Readers' choice: Murder on the Beach Bookstore

Your butt is sunken in on one of two black couches in the front of the parlor while your eyes move shiftily around the surrounding walls from drawing to drawing and painting to painting. Trophies and awards line the shelves. Whether it's your first or 50th time getting inked, you have no reason for jitters at No Hard Feelings. The owner, Chris Blinston, was on the sixth season of Ink Master, where his commitment to quality and attention to detail were broadcast to a national audience. All five of the shop's artists are exceptionally skilled at realistic as well as traditional-style tattoos, delivering custom masterpieces on the daily. What's more, they're as friendly and professional as they are talented. Whether you're looking to get a few stars on your ankle or a blue-ringed octopus from shoulder to elbow, going to No Hard Feelings for it is a no-brainer.

Readers' choice: Kreepy Tiki Tattoo

Joy's Liquor
Jess Swanson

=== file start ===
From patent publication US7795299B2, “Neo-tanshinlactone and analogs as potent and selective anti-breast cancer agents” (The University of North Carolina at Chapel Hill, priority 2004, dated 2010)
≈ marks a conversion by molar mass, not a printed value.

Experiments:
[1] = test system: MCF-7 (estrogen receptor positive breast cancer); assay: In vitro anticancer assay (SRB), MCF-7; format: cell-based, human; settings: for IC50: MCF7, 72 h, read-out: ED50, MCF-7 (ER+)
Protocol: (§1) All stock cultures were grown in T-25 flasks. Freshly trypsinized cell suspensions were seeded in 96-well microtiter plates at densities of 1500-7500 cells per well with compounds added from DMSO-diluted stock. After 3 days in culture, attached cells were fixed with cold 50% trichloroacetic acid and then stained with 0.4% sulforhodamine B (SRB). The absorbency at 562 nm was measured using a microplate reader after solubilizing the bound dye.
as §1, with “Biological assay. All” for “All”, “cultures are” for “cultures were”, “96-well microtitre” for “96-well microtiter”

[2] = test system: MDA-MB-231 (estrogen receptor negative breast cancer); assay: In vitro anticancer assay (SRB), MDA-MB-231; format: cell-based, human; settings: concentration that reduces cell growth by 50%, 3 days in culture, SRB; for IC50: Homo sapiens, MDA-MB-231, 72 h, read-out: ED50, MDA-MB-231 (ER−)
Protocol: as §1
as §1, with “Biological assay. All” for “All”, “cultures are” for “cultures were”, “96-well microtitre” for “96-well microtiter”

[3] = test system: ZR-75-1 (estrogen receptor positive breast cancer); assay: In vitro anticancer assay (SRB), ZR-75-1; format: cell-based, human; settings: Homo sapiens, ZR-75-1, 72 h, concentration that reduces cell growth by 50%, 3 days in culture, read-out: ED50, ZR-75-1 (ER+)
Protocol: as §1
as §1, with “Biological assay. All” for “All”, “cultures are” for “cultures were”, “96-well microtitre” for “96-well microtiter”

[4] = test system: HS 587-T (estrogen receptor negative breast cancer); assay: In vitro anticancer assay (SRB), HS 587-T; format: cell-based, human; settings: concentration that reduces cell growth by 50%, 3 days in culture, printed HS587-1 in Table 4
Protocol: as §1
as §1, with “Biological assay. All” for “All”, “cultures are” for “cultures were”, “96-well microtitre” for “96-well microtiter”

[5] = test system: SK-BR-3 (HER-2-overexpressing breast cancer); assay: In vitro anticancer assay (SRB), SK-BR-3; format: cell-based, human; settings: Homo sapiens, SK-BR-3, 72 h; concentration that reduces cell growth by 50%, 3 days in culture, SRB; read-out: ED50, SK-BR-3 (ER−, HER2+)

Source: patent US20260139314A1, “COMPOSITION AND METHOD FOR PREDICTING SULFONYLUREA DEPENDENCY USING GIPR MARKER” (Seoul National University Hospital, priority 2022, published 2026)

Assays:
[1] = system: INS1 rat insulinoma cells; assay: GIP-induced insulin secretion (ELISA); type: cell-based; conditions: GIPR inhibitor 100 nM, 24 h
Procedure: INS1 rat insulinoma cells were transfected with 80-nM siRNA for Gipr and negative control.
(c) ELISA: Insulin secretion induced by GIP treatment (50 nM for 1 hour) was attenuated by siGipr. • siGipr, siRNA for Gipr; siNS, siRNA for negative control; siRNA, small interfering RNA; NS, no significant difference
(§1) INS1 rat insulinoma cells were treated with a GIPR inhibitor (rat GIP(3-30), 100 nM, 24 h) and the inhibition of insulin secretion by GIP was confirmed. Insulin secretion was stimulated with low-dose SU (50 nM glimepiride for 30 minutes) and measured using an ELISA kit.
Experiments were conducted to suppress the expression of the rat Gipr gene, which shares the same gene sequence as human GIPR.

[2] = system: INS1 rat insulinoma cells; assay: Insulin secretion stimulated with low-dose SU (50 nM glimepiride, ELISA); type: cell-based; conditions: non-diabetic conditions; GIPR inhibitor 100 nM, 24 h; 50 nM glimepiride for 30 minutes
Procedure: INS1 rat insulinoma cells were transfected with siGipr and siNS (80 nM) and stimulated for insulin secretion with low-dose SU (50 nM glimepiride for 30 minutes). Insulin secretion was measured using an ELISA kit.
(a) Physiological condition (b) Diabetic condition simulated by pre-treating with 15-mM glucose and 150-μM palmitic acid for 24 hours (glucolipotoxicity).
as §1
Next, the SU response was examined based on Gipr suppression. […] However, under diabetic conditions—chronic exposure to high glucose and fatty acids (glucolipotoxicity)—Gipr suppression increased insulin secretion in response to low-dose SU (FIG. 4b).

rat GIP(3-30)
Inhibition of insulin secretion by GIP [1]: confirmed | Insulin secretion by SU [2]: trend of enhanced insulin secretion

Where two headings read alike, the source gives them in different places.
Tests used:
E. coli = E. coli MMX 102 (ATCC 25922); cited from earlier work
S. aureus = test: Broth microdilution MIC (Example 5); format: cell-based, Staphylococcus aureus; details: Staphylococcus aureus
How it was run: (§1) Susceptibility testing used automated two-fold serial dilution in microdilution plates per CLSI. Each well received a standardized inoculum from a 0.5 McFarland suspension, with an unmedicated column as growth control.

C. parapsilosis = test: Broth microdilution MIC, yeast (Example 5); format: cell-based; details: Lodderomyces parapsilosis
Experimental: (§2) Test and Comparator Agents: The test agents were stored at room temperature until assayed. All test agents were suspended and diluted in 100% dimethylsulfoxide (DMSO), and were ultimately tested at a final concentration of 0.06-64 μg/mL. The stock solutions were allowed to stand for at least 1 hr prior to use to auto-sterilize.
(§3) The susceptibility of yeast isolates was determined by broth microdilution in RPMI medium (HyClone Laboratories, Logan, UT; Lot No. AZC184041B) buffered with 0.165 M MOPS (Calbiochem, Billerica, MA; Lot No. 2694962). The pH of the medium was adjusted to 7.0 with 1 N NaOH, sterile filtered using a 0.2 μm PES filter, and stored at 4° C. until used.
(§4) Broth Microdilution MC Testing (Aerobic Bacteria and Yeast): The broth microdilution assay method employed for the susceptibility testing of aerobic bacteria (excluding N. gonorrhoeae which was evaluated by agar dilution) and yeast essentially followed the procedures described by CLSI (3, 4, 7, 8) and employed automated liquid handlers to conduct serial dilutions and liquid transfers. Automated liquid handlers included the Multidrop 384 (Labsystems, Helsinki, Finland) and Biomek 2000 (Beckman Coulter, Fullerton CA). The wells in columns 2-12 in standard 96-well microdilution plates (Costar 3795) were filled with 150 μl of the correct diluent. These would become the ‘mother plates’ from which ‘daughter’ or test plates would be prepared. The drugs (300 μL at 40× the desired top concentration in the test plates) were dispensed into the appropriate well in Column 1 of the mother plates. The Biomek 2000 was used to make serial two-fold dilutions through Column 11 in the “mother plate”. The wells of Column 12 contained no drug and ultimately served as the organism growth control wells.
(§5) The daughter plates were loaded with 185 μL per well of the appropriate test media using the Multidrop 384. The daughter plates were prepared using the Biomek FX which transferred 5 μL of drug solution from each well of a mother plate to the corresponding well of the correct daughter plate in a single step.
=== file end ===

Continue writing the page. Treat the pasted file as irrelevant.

It's easy to miss Joy's Liquors. It's located in a shopping center in Tamarac beside a quiet nail salon. Most shoppers en route to Publix quickly dart by, heads turned down as though focused on their weekly grocery lists, and miss it. But those of us paying attention will see the tiny window storefront — a collage of Heineken, Coors Light, and Sam Adams signs. At the door, a statue of a life-sized turkey with a medal hanging around its neck keeps watch. A friendly and knowledgeable attendant is typically pacing the store's three tall, narrow aisles that display the inventory of beer, wine, and spirits. Their supply of Caribbean rums and gins is a point of pride. Regulars are called out by name. In the back, a vending machine sells cigars. It's also acceptable to ditch your shopping cart full of groceries outside and stop in on your way back to your car from Publix.